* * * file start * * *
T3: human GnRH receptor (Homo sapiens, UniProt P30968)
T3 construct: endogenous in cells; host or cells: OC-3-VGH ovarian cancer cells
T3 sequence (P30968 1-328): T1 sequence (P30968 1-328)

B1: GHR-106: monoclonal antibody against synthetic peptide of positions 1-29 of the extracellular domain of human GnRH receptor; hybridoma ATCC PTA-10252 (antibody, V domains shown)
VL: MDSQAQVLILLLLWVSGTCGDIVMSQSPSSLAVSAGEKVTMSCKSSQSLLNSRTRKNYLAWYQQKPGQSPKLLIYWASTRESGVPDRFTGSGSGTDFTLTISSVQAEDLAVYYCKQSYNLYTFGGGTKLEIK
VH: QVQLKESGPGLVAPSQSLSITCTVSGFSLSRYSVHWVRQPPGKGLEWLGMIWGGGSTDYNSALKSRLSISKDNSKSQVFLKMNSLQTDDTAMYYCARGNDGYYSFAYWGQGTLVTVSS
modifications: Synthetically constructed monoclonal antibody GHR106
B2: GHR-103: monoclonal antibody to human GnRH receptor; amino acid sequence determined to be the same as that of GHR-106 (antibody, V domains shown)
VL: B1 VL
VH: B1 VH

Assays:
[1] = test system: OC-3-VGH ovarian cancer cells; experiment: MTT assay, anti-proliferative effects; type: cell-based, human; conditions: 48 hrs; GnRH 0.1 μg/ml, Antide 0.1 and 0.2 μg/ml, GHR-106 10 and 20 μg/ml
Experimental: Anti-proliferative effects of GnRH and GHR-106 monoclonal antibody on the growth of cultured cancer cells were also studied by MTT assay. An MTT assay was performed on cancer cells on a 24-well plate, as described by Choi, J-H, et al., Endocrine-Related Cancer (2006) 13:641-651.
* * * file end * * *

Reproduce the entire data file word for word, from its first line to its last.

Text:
T3: human GnRH receptor (Homo sapiens, UniProt P30968)
T3 construct: endogenous in cells; host or cells: OC-3-VGH ovarian cancer cells
T3 sequence (P30968 1-328): T1 sequence (P30968 1-328)

B1: GHR-106: monoclonal antibody against synthetic peptide of positions 1-29 of the extracellular domain of human GnRH receptor; hybridoma ATCC PTA-10252 (antibody, V domains shown)
VL: MDSQAQVLILLLLWVSGTCGDIVMSQSPSSLAVSAGEKVTMSCKSSQSLLNSRTRKNYLAWYQQKPGQSPKLLIYWASTRESGVPDRFTGSGSGTDFTLTISSVQAEDLAVYYCKQSYNLYTFGGGTKLEIK
VH: QVQLKESGPGLVAPSQSLSITCTVSGFSLSRYSVHWVRQPPGKGLEWLGMIWGGGSTDYNSALKSRLSISKDNSKSQVFLKMNSLQTDDTAMYYCARGNDGYYSFAYWGQGTLVTVSS
modifications: Synthetically constructed monoclonal antibody GHR106
B2: GHR-103: monoclonal antibody to human GnRH receptor; amino acid sequence determined to be the same as that of GHR-106 (antibody, V domains shown)
VL: B1 VL
VH: B1 VH

Assays:
[1] = test system: OC-3-VGH ovarian cancer cells; experiment: MTT assay, anti-proliferative effects; type: cell-based, human; conditions: 48 hrs; GnRH 0.1 μg/ml, Antide 0.1 and 0.2 μg/ml, GHR-106 10 and 20 μg/ml
Experimental: Anti-proliferative effects of GnRH and GHR-106 monoclonal antibody on the growth of cultured cancer cells were also studied by MTT assay. An MTT assay was performed on cancer cells on a 24-well plate, as described by Choi, J-H, et al., Endocrine-Related Cancer (2006) 13:641-651.